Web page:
Tempest Unleashed stands head, shoulders and tail above the debut book in the Tempest series; Tempest Rising. This is no implication that her first book is not an enjoyable read – which it is – but rather, that Ms. Deebs really seems to have hit her stride with the second novel.

As the story opens, it has been 8 months since Tempest swam off into the sunset with her Selkie boyfriend, Kona, and in that time she has learned quite a bit. For starters, the Queen of the mer-clan that Tempest belongs to is not the frail, kindly old lady that appears in the latter half of the first book. Appearances are deceiving and Queen Hailana has turned out to be a scheming, conniving, and manipulative person for whom no deed is too dark if the safety and future of the clan is at stake. In short, she is the mermaid version of Don Corleone.

Tempest also learns that her late mother was often Queen Hailana’s enforcer as well as her advisor. In other words, she was a cross between Luca Brazi and Michael Corleone. This gives a whole new perspective on the term “Sleeping with the fishes.”

Finally, Tempest has learned that aside from taking over the franchise after the Queen’s (un)timely demise, she is also the Queen’s advisor and whipping girl who seemingly cannot do anything right. Tempest is not too sure about the Queen business but she does have a score to settle with the evil – is there any other kind? – sea witch, Tiamat, over the death of her mother.

Tempest is glad that she has chosen the life aquatic but cannot realistically leave all of her past behind. Though her ex-boyfriend, Mark, has moved on to court a cheerleader and Tempest has moved on with her new boyfriend, Kona, she cannot say a final farewell to her family. She can also not say farewell to burgers from In and Out but that’s another part of the story.

Tempest is making a surreptitious visit to La Jolla to check on her family even though Hailana has told her that the cause of many of Tempest’s troubles and shortcomings is her inability to finally close the door on her life on land. Tempest still has a trouble calculating her arrival times and winds up off La Jolla, CA in the wee small hours of the morning. Dawn comes and she surfaces to have one final glimpse of her house. In doing so, she sees him – Mark, her old boyfriend – and discovers that things aren’t quite as dead and buried as she thought. Mark sees Tempest out in the ocean and it is readily apparent that he has not moved on as she had hoped.

Thus, the stage is set and Tempest Rising takes the reader on a roller coaster of danger, emotions and action. Much of mer-fiction is written with a primarily young adult female audience in mind. There is more than enough action in this story to attract YA males – at least those who are secure in their masculinity. Overall, Tempest Rising is a YA-friendly story. The battle scenes can be a bit violent but they are simply part of the action and this reviewer can assure readers that there are no mermaids tied to the railroad tracks in advance of the 9:15 train from LA. There is action, adventure and – of course – romance in Tempest Unleashed which should make the story quite appealing to Young Adult readers. While Tempest Rising could have easily been a stand-alone book, Tempest Unleashed leaves the reader begging for more.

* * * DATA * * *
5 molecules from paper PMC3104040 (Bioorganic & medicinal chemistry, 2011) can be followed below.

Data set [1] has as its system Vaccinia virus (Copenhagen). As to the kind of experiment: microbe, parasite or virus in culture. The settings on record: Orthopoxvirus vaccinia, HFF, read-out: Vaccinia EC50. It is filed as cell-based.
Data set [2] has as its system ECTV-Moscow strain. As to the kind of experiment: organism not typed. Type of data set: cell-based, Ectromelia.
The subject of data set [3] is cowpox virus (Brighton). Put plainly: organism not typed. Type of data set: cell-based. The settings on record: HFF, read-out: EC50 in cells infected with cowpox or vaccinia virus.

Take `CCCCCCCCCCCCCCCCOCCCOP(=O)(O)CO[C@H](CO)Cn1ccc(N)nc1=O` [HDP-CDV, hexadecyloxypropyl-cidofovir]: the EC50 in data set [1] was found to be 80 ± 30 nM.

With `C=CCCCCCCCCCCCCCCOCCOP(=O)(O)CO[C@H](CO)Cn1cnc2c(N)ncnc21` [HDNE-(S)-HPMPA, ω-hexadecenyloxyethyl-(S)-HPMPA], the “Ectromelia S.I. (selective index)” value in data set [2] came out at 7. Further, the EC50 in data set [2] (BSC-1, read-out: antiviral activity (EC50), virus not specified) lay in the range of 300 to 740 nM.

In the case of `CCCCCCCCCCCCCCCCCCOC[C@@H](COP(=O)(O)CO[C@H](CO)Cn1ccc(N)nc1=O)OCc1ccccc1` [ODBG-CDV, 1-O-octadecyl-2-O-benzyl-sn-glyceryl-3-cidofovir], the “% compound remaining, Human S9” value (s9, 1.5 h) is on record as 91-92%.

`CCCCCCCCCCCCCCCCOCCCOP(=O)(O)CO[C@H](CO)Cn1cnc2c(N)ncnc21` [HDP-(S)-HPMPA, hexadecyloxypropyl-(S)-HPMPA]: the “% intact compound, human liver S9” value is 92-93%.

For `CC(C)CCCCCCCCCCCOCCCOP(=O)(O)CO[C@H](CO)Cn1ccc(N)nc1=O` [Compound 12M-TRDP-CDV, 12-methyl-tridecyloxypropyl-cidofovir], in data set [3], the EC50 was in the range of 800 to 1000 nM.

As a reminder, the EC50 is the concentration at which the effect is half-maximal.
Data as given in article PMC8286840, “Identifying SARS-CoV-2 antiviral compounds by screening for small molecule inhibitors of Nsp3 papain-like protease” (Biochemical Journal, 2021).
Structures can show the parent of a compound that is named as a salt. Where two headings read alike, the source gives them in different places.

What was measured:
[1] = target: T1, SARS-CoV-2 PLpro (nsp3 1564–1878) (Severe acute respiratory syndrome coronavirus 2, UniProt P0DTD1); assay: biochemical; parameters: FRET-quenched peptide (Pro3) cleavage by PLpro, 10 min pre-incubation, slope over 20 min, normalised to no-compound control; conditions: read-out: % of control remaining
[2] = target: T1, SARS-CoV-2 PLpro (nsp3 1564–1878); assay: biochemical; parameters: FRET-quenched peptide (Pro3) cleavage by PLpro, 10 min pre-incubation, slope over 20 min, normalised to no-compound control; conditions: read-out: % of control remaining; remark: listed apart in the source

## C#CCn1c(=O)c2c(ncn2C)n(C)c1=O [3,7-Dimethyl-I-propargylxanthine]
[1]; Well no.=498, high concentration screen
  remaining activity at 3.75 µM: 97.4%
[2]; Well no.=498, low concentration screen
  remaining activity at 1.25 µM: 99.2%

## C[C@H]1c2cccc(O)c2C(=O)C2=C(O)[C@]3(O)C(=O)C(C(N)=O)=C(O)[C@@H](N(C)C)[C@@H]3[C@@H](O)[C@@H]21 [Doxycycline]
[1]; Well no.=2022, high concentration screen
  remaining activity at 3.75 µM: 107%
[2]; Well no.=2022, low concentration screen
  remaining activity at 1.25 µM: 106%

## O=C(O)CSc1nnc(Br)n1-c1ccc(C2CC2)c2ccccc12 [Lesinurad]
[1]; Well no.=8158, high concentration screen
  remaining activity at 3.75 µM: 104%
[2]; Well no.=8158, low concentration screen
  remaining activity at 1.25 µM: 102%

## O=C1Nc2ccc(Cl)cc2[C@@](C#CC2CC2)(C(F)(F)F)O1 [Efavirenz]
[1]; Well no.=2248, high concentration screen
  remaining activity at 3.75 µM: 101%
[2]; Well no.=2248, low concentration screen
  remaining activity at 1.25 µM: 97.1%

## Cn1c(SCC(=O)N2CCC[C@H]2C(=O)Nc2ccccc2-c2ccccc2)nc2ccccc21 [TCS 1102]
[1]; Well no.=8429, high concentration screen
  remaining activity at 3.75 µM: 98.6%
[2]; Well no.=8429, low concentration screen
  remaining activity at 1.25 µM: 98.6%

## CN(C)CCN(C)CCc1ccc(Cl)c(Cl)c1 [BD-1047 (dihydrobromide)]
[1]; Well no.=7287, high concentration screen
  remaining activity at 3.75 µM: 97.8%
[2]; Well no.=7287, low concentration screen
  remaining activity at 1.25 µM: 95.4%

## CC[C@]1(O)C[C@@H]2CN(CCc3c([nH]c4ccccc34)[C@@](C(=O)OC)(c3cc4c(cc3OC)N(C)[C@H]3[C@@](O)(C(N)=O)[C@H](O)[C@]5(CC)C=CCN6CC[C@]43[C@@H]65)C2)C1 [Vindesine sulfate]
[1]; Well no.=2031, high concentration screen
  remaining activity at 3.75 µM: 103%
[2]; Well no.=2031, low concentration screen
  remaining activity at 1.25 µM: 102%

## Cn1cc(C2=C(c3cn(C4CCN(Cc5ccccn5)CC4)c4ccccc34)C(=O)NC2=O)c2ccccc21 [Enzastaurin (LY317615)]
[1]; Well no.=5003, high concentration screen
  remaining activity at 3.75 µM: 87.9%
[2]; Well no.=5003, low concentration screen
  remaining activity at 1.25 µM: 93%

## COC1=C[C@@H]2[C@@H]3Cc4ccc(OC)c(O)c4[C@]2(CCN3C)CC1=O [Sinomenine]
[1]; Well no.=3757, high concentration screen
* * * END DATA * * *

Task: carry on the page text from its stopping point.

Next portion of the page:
My Rating:

by Brenda Pandos

There MUST be some sort of “Mer Mojo” in this book because once I opened it, the covers of my Kindle were glued to my hands. I had promised myself that I would take it one chapter at a time but that went by the boards quickly and I wanted to send my wife over to her mother’s for the week-end so I could read this in one marathon sitting. No food. No naps. The only time I’d stop would be for bathroom calls. Fortunately, none of that happened . . . for the most part. I don’t know HOW Brenda Pandos does it but she does it very, very well and the reader would be well advised to strap themselves in and prepare for the ride of their life.

Consistency – in anything – is difficult and as is often the case, the second book in a series is not quite as good as the first. The reader need not worry about this happening with Evergreen; This book is just as good as the first but for different reasons. In Everblue, there is the requisite exposition by way of  introducing characters and world-building wrapped up in a very compelling story. Evergreen  allows Brenda Pandos to take what she created in the first book and give it all a good workout where assumptions are tossed into the proverbial cocked hat and quite a bit of what you thought you knew turns out to be wrong to one degree or another. This is what helps to make the second book in the Mer Tales series a success.